12. Metabolic engineering and adaptive evolution for efficient production of D-lactic acid in Saccharomyces cerevisiae.

    PubMed

    Baek, Seung-Ho; Kwon, Eunice Y; Kim, Yong Hwan; Hahn, Ji-Sook

    2016-03-01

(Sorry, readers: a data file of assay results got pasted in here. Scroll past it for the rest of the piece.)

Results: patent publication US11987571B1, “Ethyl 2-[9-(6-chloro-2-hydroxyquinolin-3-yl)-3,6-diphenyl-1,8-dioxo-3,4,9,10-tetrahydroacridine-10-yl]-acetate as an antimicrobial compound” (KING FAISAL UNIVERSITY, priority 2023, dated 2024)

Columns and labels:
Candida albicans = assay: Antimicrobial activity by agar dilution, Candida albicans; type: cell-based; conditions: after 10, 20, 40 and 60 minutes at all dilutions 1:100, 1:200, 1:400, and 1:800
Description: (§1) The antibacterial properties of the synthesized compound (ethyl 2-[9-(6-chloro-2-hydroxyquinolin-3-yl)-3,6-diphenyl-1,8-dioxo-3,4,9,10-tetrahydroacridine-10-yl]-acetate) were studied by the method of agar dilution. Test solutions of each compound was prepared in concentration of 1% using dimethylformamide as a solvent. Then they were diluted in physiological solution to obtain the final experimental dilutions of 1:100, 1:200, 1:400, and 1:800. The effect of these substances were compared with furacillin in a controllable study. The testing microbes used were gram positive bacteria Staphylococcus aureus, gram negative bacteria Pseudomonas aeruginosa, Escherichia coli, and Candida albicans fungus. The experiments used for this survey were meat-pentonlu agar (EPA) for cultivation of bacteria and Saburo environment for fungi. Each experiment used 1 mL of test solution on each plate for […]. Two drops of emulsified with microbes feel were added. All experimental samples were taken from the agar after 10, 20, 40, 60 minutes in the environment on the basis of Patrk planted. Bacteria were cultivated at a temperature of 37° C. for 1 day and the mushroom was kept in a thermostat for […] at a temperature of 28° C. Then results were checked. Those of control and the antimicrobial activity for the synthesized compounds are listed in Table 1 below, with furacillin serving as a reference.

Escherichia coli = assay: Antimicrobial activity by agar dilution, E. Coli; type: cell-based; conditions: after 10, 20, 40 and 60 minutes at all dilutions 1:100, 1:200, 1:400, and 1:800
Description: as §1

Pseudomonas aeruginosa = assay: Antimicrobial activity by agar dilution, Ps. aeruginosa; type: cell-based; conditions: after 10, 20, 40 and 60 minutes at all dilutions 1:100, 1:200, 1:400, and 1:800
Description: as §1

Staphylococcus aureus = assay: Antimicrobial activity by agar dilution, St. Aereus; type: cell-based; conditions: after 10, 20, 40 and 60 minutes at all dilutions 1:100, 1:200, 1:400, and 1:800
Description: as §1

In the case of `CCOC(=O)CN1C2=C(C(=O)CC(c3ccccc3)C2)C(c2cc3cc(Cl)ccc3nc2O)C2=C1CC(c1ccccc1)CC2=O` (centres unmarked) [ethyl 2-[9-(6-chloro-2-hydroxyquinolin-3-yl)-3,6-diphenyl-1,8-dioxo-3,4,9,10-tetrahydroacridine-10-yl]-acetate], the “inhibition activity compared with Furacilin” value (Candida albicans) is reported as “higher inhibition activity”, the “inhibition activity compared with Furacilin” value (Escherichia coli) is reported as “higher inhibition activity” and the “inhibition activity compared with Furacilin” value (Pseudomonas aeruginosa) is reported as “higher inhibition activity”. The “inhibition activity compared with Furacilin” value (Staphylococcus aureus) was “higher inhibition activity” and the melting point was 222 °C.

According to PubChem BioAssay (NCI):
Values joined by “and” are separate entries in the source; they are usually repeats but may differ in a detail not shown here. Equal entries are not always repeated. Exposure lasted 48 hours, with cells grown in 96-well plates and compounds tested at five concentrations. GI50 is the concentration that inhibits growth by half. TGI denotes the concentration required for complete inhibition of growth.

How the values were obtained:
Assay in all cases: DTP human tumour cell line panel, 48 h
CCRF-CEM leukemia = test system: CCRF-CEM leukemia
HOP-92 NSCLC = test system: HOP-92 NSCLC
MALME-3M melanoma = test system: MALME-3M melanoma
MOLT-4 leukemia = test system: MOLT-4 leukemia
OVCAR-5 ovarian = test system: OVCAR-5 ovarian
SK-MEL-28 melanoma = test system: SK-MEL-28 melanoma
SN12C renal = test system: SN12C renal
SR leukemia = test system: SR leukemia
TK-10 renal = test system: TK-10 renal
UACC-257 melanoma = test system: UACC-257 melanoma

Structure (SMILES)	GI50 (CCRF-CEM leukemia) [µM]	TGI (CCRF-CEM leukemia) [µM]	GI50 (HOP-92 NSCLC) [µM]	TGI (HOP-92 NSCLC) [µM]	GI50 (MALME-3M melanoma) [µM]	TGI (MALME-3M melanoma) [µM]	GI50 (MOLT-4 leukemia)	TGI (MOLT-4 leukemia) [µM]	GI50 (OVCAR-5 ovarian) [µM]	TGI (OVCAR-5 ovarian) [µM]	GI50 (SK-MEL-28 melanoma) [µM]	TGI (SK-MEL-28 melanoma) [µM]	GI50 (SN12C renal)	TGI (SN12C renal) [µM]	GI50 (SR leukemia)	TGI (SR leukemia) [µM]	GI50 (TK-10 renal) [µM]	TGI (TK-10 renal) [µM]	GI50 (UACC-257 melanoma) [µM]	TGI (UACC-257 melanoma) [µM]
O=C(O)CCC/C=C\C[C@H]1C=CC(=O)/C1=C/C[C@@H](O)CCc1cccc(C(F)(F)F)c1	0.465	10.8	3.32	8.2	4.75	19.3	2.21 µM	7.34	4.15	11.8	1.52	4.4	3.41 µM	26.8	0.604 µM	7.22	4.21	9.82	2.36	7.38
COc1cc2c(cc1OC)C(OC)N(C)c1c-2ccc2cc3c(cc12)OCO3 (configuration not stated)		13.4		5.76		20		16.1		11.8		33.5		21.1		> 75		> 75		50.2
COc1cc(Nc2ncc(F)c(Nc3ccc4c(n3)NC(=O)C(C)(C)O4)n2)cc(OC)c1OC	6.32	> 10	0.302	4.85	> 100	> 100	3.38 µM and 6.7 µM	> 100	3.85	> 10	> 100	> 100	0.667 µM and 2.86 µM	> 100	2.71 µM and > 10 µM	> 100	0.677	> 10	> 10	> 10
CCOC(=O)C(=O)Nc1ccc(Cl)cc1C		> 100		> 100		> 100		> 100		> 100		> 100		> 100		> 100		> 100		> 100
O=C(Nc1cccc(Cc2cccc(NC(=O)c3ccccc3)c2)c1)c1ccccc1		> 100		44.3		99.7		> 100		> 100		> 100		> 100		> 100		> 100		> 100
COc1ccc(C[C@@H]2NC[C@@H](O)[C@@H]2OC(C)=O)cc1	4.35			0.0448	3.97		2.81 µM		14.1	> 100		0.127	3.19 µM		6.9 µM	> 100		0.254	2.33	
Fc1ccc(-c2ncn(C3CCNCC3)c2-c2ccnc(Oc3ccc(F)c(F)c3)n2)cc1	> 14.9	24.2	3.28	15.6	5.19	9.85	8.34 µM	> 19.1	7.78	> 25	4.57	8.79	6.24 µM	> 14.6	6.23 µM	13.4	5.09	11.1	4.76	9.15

There is an increasing demand for microbial production of lactic acid (LA) as a monomer of biodegradable poly lactic acid (PLA). Both optical isomers, D-LA and L-LA, are required to produce stereocomplex PLA with improved properties. In this study, we developed Saccharomyces cerevisiae strains for efficient production of D-LA. D-LA production was achieved by expressing highly stereospecific D-lactate dehydrogenase gene (ldhA, LEUM_1756) from Leuconostoc mesenteroides subsp. mesenteroides ATCC 8293 in S. cerevisiae lacking natural LA production activity. D-LA consumption after glucose depletion was inhibited by deleting DLD1 encoding D-lactate dehydrogenase and JEN1 encoding monocarboxylate transporter. In addition, ethanol production was reduced by deleting PDC1 and ADH1 genes encoding major pyruvate decarboxylase and alcohol dehydrogenase, respectively, and glycerol production was eliminated by deleting GPD1 and GPD2 genes encoding glycerol-3-phosphate dehydrogenase. LA tolerance of the engineered D-LA-producing strain was enhanced by adaptive evolution and overexpression of HAA1 encoding a transcriptional activator involved in weak acid stress response, resulting in effective D-LA production up to 48.9 g/L without neutralization. In a flask fed-batch fermentation under neutralizing condition, our evolved strain produced 112.0 g/L D-LA with a yield of 0.80 g/g glucose and a productivity of 2.2 g/(L · h). PMID:26596574